Appeals

Direct Appeal of a Criminal Conviction in New York

When a person is convicted of a crime in New York, he has a right to a direct appeal. If the defendant is convicted of a misdemeanor in village, town or justice court, the appeal is taken to county court. If a defendant is convicted of a felony in supreme or county court, the appeal is taken to the department of appellate division.

In order to take a direct appeal, the convicted person’s attorney must properly draft, file with the appropriate clerk, and serve on the prosecutor a notice of appeal within 30 days of the sentencing date. The criminal appeal must then be perfected within 90 days from the date of filing the notice of appeal by submitting an appellate brief along with the trial transcript to the appellate court. If it is not the defendant may lose his right to appeal his case. Direct appeals are also available in the federal system.

In a direct appeal, a defendant is only allowed to argue issues that are on the record. An issue is on the record if it was admitted into evidence or argued in the trial court. For example, if a trial lawyer objected to the admission of certain evidence by the prosecutor during the course of the trial and the judge overruled the objection this would be an issue that is on the record.

440 Motion

If a defendant is convicted in a New York state court and wants to seek reversal of a conviction based on evidence that is not on the record he must file a motion under the rules of New York Criminal Procedure Law Section 440. The 440 motion is made to the trial court, not to an appellate court and informs the trial court of facts not contained in the trial record.
The 440 motion can be made if: 1) the trial court lacked jurisdiction; 2) the judge or prosecutor used fraud, false statements or undue pressure to obtain your conviction; 3) the prosecutor admitted evidence at trial he/she knew to be false; 4) evidence obtained in violation of your constitutional rights was admitted at trial; 5) you could not understand or participate in trial because of a mental condition; 6) the record failed to include some improper conduct at trial such as the failure to produce exculpatory evidence; 7) new evidence has been found that would effect the outcome your case that could not have been discovered before; 8). you were convicted in violation of your constitutional rights.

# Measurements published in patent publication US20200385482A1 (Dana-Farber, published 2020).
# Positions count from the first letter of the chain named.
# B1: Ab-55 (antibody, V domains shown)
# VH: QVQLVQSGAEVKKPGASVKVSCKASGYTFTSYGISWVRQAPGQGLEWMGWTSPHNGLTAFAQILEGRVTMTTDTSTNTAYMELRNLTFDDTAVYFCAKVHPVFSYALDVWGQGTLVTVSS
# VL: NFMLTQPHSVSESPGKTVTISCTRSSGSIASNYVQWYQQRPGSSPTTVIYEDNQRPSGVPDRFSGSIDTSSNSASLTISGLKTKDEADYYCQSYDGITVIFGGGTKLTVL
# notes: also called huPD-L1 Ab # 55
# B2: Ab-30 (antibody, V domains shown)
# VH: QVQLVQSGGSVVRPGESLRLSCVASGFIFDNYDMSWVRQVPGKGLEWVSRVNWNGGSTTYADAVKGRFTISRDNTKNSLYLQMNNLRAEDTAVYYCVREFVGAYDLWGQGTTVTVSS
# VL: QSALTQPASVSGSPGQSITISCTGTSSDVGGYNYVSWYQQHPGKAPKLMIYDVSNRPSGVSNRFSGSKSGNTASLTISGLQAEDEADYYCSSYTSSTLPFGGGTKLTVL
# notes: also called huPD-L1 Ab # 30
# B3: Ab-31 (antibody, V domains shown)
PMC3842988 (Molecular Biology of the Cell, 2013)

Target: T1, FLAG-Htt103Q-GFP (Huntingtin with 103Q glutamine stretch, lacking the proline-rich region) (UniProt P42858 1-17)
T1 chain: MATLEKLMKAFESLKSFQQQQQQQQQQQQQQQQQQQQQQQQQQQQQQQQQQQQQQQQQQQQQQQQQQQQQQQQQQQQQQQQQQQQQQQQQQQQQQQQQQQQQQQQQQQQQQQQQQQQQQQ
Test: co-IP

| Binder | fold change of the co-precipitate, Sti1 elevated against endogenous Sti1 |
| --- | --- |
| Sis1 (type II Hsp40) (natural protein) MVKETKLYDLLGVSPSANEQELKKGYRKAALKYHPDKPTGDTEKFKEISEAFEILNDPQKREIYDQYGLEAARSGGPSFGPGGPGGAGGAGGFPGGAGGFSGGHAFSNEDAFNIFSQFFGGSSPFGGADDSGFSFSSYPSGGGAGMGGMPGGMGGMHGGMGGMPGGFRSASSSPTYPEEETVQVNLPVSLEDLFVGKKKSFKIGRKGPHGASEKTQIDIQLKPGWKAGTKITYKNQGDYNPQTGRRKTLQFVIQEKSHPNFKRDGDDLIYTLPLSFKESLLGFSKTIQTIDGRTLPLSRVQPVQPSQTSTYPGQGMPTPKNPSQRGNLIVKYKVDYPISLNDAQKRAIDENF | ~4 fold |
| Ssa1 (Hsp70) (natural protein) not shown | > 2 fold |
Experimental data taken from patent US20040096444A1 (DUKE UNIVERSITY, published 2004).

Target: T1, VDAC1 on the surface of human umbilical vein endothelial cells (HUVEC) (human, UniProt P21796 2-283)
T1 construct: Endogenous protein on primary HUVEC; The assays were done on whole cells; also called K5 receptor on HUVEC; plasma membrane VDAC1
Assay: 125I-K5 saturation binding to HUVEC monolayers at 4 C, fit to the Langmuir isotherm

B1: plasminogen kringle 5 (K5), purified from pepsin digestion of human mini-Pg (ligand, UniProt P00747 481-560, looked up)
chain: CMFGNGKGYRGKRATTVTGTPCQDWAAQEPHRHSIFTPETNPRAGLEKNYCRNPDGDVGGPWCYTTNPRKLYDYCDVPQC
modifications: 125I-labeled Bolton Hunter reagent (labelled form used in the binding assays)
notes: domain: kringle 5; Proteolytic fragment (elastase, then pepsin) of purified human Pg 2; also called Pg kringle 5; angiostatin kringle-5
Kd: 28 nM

New York Court of Appeals

The highest appeals court in New York State for criminal appeals is the New York Court of Appeals. If your appeal is rejected in by the county court, or the department of appellate division, you can ask the Court of Appeals for permission to appeal one last time.

Contact a Knowledgeable Rochester New York Appeals Attorney

If you or a loved one has been convicted of a crime and are in need of a criminal defense appellate lawyer in the Greater Rochester Area of New York, contact the Law Office of Emanuel N. Mouganis today.